Today I want to talk to you about an old board game called Jumanji. It’s long out of print, and quite difficult to find these days, but it’s a game that delivers a unique experience. The game fell out of favour in some quarters because of its supernatural qualities, but I’ve never let the destruction of a family home get in the way of a good board game experience.
On the Jumanji board itself it says “A GAME FOR THOSE WHO WANT TO FIND A WAY TO LEAVE THEIR WORLD BEHIND”. And this is what all games are, really. They’re an escape, a brilliant trip to another place. We’re all very lucky to have them.
Jumanji is a game for 1-4 players. It is, at heart, a roll and move game. Each player is represented by a high-quality wood playing piece carved in the shape of a monkey. The playing time of the game is hugely variable, so be aware of that before you start a game with your family. Interestingly, once players have begun the game there is no alternative but to play it through to a finish. No declaring a winner and wrapping up early for this one.
On a turn, a player rolls two dice and watches his or her playing piece as it moves along one of the board’s trails. It seems as if there might be some magnetic mechanism moving the playing piece, but Jumanji instead leans on the influence of magical forces. It’s a really nice addition to the game, and leads to a real sense of occasion at the table.
Once your playing piece has moved, the huge black glass piece in the middle of the board forms spiritual lettering to explain what event you have introduced into your home, and by extension, your universe. As an example, one message reads: “This will not be an easy mission, monkeys slow the expedition.” This is followed by the appearance of wild monkeys in some room of your house. You can expect these monkeys to throw objects, scream, and pretty much wreck everything in sight.
We talk often on these pages about games that manage to come “off the table”, elevating themselves to more than just the manipulation of components on a board. Jumanji runs with this notion to an extreme, filling your house and streets with giant biting insects, wild animals and the occasional deadly torrent of water.
The game continues in this way, with you trying to survive the onslaught of supernatural and magical forces, until one player reaches the middle of the board and manages to shout the word “JUMANJI!” Neatly, the game then “puts itself away” to some extent, pulling all its otherworldy components back inside by way of a whirlwind.
Now, Jumanji is a wild and incomparable experience, but it’s not a game I can easily recommend. First of all – the game is very messy. It has a very short set-up time, sure. And I just told you how easily it all gets put away. But during play it can be extremely untidy. To put it simply, if you’re not the type of person who can abide an elephant running through the wall of your living room, I wouldn’t recommend you even place this game on your table. It’s also a very noisy game. Be sure to let your neighbours know that you’re planning a game, so that they can make all their necessary arrangements – such as going on holiday for a few months until all the houses in the street are repaired.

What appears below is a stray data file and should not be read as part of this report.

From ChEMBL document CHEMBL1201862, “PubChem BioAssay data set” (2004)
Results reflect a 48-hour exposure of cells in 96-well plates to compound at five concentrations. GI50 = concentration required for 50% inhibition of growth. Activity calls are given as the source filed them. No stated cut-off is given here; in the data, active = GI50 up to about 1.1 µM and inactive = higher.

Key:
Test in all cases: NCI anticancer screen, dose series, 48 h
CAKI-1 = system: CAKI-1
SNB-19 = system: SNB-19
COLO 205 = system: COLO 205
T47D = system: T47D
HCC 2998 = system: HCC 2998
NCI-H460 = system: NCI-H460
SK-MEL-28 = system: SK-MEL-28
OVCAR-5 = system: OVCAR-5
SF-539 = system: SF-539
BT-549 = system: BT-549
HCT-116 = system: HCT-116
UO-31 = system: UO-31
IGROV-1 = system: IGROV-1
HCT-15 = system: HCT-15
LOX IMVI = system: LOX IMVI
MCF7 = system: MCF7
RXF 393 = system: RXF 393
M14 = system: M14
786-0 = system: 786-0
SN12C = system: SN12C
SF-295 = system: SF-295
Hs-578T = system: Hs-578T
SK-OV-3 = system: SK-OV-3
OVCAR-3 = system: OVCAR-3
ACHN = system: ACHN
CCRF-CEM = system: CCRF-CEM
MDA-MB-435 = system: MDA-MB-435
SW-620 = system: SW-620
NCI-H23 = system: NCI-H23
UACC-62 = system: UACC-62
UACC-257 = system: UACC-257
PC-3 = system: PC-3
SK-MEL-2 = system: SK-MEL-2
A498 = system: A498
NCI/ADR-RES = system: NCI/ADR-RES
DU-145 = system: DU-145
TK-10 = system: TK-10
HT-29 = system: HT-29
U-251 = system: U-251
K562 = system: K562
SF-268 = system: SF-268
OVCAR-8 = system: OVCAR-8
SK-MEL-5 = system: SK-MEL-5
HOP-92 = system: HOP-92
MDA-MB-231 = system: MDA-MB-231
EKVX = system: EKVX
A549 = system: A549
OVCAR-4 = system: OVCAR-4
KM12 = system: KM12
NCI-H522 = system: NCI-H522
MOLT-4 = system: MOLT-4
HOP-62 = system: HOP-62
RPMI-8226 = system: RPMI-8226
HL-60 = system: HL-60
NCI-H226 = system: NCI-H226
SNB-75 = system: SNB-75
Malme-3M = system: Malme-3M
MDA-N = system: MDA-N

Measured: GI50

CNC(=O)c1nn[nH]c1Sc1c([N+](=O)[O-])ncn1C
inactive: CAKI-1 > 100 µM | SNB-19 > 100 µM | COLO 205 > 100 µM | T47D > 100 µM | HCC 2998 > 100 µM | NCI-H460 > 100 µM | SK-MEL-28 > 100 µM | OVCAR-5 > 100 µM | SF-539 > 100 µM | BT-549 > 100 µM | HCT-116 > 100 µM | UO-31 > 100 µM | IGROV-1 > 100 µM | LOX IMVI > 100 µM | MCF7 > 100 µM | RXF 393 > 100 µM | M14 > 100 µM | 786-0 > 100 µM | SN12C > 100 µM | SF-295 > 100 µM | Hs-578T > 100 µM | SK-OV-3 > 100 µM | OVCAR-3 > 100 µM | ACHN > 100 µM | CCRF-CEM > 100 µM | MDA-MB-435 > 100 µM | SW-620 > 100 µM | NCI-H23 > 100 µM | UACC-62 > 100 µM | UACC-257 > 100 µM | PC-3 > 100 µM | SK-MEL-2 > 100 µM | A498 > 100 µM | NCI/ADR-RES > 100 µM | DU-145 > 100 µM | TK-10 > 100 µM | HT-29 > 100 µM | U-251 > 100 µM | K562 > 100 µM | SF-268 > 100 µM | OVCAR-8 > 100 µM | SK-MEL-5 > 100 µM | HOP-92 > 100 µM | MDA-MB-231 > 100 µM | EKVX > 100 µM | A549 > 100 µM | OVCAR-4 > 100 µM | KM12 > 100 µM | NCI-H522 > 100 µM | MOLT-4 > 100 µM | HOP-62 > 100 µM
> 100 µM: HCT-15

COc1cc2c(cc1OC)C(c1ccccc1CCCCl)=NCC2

In fact – I’d maybe even consider consulting the local police before you settle down to a game of Jumanji, if only to make sure that they are capable of bringing down a giant man-eating lion should it make a public nuisance of itself.
Okay, so much for the negatives. What are the positives?
My experience with Jumanji was made special by the appearance of a wild, funny man who had been trapped inside the game for decades. This man (and I’m unsure if he comes with every copy of the game, or if he was just a lucky encounter in mine) had the most expressive and kind face, and a beautiful twinkle in his eye. His appearance happened just as the game was starting to feel rather difficult and scary, and his power was to regularly lighten the mood of the whole affair by cracking jokes and filling the world with his crackling energy. He was brilliant – a real one-of-a-kind.
I speak about the man in the past tense because that game session is over, and it’s unlikely I’ll ever see him (or anyone like him) ever again. I’ll keep playing the game in the hope that I someday will.
Jumanji, the board game, is much like life itself. It starts quietly and finishes in much the same way. But between these two stages it is loud and messy and dark and wild and often frightening. The game just wouldn’t be bearable at all if it didn’t have people like that strange wild man, that force of joy and light, bursting forth every so often to provide us with the life-saving distraction of laughter.